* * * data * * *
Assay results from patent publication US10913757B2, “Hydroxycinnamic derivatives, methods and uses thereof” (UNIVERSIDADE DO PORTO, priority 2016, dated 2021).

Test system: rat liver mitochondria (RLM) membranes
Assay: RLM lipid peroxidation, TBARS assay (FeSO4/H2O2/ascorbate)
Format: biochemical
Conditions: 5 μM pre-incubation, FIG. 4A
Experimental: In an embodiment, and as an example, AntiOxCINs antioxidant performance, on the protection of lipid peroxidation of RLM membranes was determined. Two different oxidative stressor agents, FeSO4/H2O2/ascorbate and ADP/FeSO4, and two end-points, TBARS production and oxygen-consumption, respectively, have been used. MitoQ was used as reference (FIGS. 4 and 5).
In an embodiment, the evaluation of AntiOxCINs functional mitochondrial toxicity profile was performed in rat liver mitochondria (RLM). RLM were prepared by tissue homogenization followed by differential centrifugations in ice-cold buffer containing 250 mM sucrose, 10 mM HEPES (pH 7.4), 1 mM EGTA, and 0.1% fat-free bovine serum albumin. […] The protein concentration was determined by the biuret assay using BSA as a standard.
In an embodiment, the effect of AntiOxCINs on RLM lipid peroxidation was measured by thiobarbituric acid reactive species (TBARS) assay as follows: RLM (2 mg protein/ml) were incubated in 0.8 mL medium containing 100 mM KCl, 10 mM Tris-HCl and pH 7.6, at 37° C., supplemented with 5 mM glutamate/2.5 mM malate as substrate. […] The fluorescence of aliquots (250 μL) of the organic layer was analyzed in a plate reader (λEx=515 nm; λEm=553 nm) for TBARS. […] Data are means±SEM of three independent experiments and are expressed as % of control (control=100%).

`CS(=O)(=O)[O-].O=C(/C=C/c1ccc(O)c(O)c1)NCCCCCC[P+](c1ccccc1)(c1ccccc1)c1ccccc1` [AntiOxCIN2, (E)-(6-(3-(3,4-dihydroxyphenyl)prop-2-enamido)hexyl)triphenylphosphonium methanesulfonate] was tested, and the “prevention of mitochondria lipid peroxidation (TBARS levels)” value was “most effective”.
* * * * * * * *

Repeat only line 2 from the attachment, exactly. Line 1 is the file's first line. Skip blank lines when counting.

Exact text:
Test system: rat liver mitochondria (RLM) membranes